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Psycho (1960)

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A Phoenix secretary embezzles $40,000 from her employer's client, goes on the run, and checks into a remote motel run by a young man under the domination of his mother.

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Writers:

(screenplay), (novel)
Popularity
588 ( 54)
Top Rated Movies #34 | Nominated for 4 Oscars. Another 5 wins & 9 nominations. See more awards »
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Cast

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Caroline (as Pat Hitchcock)
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Storyline

Phoenix officeworker Marion Crane is fed up with the way life has treated her. She has to meet her lover Sam in lunch breaks and they cannot get married because Sam has to give most of his money away in alimony. One Friday Marion is trusted to bank $40,000 by her employer. Seeing the opportunity to take the money and start a new life, Marion leaves town and heads towards Sam's California store. Tired after the long drive and caught in a storm, she gets off the main highway and pulls into The Bates Motel. The motel is managed by a quiet young man called Norman who seems to be dominated by his mother. Written by Col Needham <col@imdb.com>

Plot Summary | Plot Synopsis

Plot Keywords:

motel | money | shower | theft | secretary | See All (302) »

Taglines:

A new- and altogether different- screen excitement!!! See more »


Certificate:

R | See all certifications »

Parents Guide:

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Details

Country:

Language:

Release Date:

8 September 1960 (USA)  »

Also Known As:

Alfred Hitchcock's Psycho  »

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Box Office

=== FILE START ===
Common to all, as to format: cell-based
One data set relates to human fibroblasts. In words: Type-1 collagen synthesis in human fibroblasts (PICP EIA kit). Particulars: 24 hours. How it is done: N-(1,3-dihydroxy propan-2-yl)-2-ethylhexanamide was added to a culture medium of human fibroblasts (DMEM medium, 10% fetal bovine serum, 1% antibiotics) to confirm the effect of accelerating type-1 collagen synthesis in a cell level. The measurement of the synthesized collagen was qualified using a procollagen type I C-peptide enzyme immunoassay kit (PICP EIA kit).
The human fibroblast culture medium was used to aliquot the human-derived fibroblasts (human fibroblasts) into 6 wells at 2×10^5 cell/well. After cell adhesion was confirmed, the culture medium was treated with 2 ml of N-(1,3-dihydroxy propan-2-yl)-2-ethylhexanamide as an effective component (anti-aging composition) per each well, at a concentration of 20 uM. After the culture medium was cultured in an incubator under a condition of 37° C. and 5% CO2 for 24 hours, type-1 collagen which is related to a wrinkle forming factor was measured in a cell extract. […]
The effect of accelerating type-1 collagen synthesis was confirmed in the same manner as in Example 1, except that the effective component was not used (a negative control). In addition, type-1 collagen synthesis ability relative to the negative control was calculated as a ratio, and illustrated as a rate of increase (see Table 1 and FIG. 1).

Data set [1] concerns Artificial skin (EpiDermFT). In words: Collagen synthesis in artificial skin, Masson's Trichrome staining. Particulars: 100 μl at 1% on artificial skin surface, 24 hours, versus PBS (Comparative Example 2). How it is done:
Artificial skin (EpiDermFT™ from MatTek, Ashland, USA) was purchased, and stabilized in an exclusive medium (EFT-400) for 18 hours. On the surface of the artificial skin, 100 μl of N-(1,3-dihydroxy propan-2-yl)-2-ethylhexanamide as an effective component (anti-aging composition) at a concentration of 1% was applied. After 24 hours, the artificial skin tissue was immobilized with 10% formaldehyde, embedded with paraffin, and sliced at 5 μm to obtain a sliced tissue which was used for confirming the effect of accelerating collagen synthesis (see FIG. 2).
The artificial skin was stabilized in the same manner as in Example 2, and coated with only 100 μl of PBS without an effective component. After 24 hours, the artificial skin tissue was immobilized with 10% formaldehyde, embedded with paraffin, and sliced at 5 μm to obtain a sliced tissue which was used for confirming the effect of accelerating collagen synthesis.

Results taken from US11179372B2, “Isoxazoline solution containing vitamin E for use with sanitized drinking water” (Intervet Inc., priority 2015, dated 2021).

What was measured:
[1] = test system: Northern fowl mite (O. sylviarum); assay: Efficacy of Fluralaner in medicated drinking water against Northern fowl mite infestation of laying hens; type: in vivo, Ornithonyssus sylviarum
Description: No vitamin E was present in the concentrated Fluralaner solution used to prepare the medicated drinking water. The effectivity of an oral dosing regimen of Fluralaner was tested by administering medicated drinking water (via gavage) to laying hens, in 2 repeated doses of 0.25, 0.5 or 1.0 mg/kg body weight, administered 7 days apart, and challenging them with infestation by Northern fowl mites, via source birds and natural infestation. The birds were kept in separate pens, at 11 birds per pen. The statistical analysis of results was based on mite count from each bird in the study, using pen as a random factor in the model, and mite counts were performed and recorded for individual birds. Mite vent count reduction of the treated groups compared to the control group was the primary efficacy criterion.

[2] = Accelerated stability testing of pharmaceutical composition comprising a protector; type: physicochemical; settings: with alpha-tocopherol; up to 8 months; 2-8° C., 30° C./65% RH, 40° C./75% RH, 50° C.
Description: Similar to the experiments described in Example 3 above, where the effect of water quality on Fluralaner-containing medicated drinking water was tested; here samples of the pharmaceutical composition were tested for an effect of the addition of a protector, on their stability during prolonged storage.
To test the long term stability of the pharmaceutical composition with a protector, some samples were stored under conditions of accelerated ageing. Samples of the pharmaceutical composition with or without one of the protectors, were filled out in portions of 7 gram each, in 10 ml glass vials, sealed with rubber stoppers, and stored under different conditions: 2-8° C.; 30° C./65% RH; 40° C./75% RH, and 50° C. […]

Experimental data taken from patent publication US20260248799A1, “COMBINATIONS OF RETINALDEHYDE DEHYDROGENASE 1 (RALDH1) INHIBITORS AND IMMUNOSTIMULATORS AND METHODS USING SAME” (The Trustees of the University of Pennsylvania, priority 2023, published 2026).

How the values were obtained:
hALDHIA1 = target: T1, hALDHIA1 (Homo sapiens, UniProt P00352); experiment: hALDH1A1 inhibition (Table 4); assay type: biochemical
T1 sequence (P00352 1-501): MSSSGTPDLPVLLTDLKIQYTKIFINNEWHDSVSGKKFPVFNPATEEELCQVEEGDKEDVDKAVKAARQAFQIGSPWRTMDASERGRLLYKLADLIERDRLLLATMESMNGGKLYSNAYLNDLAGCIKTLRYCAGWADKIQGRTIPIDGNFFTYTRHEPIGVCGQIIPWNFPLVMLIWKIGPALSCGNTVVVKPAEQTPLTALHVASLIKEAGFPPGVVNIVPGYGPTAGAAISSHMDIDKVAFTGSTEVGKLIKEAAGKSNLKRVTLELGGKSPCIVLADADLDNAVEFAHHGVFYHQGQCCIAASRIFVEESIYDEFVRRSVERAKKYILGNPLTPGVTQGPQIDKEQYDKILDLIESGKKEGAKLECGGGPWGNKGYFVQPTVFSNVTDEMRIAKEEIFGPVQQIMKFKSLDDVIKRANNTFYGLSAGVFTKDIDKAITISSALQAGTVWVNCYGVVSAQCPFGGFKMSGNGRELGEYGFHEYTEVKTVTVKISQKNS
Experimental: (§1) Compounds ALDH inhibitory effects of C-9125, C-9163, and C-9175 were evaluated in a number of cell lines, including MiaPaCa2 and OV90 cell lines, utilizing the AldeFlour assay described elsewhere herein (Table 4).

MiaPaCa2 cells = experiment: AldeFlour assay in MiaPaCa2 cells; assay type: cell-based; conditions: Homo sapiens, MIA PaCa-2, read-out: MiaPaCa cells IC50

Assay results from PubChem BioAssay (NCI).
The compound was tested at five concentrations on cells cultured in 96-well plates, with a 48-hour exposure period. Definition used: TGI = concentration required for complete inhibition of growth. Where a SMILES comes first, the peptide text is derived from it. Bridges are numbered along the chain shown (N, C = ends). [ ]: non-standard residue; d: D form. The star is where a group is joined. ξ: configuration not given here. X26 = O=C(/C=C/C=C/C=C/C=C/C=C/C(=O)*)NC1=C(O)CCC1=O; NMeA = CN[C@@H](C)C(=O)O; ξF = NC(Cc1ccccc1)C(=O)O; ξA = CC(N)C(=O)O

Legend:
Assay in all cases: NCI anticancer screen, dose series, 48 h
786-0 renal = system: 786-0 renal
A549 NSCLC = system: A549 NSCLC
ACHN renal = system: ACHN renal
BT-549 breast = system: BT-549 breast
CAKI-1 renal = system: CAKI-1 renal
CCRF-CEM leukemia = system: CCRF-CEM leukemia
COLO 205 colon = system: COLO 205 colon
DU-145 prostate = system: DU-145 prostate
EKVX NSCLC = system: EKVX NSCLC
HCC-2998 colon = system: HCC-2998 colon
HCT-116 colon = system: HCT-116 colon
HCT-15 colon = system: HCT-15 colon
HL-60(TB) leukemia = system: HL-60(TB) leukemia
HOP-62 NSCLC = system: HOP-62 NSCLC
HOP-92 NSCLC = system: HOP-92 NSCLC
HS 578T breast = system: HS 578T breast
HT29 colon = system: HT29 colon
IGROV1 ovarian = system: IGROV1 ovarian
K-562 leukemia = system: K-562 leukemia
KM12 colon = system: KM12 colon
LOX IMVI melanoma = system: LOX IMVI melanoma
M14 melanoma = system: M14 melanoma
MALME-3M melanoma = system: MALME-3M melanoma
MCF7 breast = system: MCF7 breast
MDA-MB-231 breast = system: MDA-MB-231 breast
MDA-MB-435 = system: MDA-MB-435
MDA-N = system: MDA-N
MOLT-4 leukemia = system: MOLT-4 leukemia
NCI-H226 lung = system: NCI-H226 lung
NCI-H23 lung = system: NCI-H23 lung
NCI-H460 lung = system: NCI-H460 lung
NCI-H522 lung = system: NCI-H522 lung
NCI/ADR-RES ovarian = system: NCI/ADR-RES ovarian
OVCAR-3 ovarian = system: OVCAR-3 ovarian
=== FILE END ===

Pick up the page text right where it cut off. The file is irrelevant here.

Budget:

$806,947 (estimated)

Gross USA:

$32,000,000

Cumulative Worldwide Gross:

$50,000,000, 31 January 2004
See more on IMDbPro »

Company Credits

Production Co:

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Technical Specs

Runtime:

| (cut)

Sound Mix:

(Westrex Recording System)

Aspect Ratio:

1.85 : 1
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Did You Know?

Trivia

While writing the screenplay, Joseph Stefano was in therapy dealing with his relationship with his own mother. See more »

Goofs

When Marion pulls into the motel during the rain and sees the office, she drives over to it and stops. In the next shot two lights on a stand can be seen to the immediate left of the office, left by the crew. See more »

Quotes

Marion Crane: Oh, we can see each other. We can even have dinner but respectably in my house with my mother's picture on the mantel and my sister helping me broil a big steak for three.
Sam Loomis: And after the steak, do we send Sister to the movies? Turn mama's picture to the wall?
See more »

Crazy Credits

Opening credits prologue: PHOENIX, ARIZONA

FRIDAY, DECEMBER THE ELEVENTH

TWO FORTY-THREE P.M. See more »

Frequently Asked Questions

See more (Spoiler Alert!) »

User Reviews

 
Perkins Is Remarkable
12 September 2000 | by See all my reviews

Most modern-day horror films make the killer to be an absolutely inhuman, grotesque, unimaginable monster in order to scare the audience out of its wits. Most of the time, however, these stereotypes create a generic murderer a raving, ranting, clearly demented psychopath. One of the few memorable cinematic killers that does not adhere to these restraints and cliches is, of course, Anthony Hopkins' Hannibal Lecter, whom manages to effectively cause the audience to recoil without such drek as the aforementioned devices.

Anthony Perkins' skillfully crafts his performance as Norman Bates, avoiding a ranting, raving, drooling, murder-happy, manic characterization; instead his performance as Norman is subtle, creepy, cool, and unsettling. He is brilliant; from his quiet conversations with Marion Crane amidst the stuffed birds, to his weasling wimpiness when confronted by Arbogast, his performance is so exact that it chills the viewer, all without the unnecessary disturbing images prevalent in more modern films (read The Cell, Henry: Portrait of A Serial Killer).

Perkin's fine performance, a tight script, and Bernstein's classic score make Psycho a film that is now and will always be remembered as one of the pinnacles of the horror genre.


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